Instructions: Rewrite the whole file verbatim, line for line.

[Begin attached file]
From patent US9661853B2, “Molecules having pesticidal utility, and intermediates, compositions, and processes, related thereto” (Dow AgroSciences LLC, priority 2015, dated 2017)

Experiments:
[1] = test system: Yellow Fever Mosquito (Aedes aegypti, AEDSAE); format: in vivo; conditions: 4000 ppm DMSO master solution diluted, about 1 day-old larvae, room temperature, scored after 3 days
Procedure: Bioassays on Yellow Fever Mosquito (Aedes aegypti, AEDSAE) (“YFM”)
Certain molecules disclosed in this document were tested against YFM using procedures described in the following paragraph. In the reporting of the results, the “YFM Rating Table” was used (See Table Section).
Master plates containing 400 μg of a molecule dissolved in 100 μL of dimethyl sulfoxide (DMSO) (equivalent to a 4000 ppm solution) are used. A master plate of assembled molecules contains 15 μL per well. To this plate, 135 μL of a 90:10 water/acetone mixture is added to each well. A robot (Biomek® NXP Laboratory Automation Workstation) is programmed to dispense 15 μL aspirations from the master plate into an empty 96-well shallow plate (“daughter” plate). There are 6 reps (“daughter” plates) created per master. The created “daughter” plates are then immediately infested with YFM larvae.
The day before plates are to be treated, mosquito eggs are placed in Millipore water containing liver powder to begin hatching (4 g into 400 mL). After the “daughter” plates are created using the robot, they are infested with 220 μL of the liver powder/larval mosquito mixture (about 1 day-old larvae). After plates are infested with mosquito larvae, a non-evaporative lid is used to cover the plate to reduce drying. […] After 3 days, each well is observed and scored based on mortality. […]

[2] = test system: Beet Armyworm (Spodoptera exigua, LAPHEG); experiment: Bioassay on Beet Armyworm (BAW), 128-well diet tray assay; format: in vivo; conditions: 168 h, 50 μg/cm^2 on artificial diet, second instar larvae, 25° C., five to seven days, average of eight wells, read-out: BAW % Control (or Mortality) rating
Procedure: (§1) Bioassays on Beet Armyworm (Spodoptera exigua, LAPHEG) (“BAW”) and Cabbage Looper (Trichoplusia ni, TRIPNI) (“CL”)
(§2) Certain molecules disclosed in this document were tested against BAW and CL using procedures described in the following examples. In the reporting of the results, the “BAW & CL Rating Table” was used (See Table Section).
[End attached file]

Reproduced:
From patent US9661853B2, “Molecules having pesticidal utility, and intermediates, compositions, and processes, related thereto” (Dow AgroSciences LLC, priority 2015, dated 2017)

Experiments:
[1] = test system: Yellow Fever Mosquito (Aedes aegypti, AEDSAE); format: in vivo; conditions: 4000 ppm DMSO master solution diluted, about 1 day-old larvae, room temperature, scored after 3 days
Procedure: Bioassays on Yellow Fever Mosquito (Aedes aegypti, AEDSAE) (“YFM”)
Certain molecules disclosed in this document were tested against YFM using procedures described in the following paragraph. In the reporting of the results, the “YFM Rating Table” was used (See Table Section).
Master plates containing 400 μg of a molecule dissolved in 100 μL of dimethyl sulfoxide (DMSO) (equivalent to a 4000 ppm solution) are used. A master plate of assembled molecules contains 15 μL per well. To this plate, 135 μL of a 90:10 water/acetone mixture is added to each well. A robot (Biomek® NXP Laboratory Automation Workstation) is programmed to dispense 15 μL aspirations from the master plate into an empty 96-well shallow plate (“daughter” plate). There are 6 reps (“daughter” plates) created per master. The created “daughter” plates are then immediately infested with YFM larvae.
The day before plates are to be treated, mosquito eggs are placed in Millipore water containing liver powder to begin hatching (4 g into 400 mL). After the “daughter” plates are created using the robot, they are infested with 220 μL of the liver powder/larval mosquito mixture (about 1 day-old larvae). After plates are infested with mosquito larvae, a non-evaporative lid is used to cover the plate to reduce drying. […] After 3 days, each well is observed and scored based on mortality. […]

[2] = test system: Beet Armyworm (Spodoptera exigua, LAPHEG); experiment: Bioassay on Beet Armyworm (BAW), 128-well diet tray assay; format: in vivo; conditions: 168 h, 50 μg/cm^2 on artificial diet, second instar larvae, 25° C., five to seven days, average of eight wells, read-out: BAW % Control (or Mortality) rating
Procedure: (§1) Bioassays on Beet Armyworm (Spodoptera exigua, LAPHEG) (“BAW”) and Cabbage Looper (Trichoplusia ni, TRIPNI) (“CL”)
(§2) Certain molecules disclosed in this document were tested against BAW and CL using procedures described in the following examples. In the reporting of the results, the “BAW & CL Rating Table” was used (See Table Section).